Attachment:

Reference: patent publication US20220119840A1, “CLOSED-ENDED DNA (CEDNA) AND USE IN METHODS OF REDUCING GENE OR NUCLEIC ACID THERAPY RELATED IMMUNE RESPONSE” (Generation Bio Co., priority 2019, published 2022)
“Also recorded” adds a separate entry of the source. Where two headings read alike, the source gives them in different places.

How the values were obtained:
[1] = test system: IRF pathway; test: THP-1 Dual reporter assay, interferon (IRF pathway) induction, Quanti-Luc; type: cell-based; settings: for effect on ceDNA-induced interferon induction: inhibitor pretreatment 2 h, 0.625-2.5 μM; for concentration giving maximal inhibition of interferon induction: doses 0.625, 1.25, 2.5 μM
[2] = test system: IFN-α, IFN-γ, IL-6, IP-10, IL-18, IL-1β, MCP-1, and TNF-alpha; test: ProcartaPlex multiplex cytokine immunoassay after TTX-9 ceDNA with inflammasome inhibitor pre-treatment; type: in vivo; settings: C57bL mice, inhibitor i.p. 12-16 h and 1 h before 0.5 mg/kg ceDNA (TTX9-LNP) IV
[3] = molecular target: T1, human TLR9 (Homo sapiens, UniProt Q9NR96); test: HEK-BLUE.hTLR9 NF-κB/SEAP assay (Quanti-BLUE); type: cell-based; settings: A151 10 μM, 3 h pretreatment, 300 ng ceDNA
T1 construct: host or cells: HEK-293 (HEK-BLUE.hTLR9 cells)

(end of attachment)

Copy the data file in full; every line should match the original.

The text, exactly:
Reference: patent publication US20220119840A1, “CLOSED-ENDED DNA (CEDNA) AND USE IN METHODS OF REDUCING GENE OR NUCLEIC ACID THERAPY RELATED IMMUNE RESPONSE” (Generation Bio Co., priority 2019, published 2022)
“Also recorded” adds a separate entry of the source. Where two headings read alike, the source gives them in different places.

How the values were obtained:
[1] = test system: IRF pathway; test: THP-1 Dual reporter assay, interferon (IRF pathway) induction, Quanti-Luc; type: cell-based; settings: for effect on ceDNA-induced interferon induction: inhibitor pretreatment 2 h, 0.625-2.5 μM; for concentration giving maximal inhibition of interferon induction: doses 0.625, 1.25, 2.5 μM
[2] = test system: IFN-α, IFN-γ, IL-6, IP-10, IL-18, IL-1β, MCP-1, and TNF-alpha; test: ProcartaPlex multiplex cytokine immunoassay after TTX-9 ceDNA with inflammasome inhibitor pre-treatment; type: in vivo; settings: C57bL mice, inhibitor i.p. 12-16 h and 1 h before 0.5 mg/kg ceDNA (TTX9-LNP) IV
[3] = molecular target: T1, human TLR9 (Homo sapiens, UniProt Q9NR96); test: HEK-BLUE.hTLR9 NF-κB/SEAP assay (Quanti-BLUE); type: cell-based; settings: A151 10 μM, 3 h pretreatment, 300 ng ceDNA
T1 construct: host or cells: HEK-293 (HEK-BLUE.hTLR9 cells)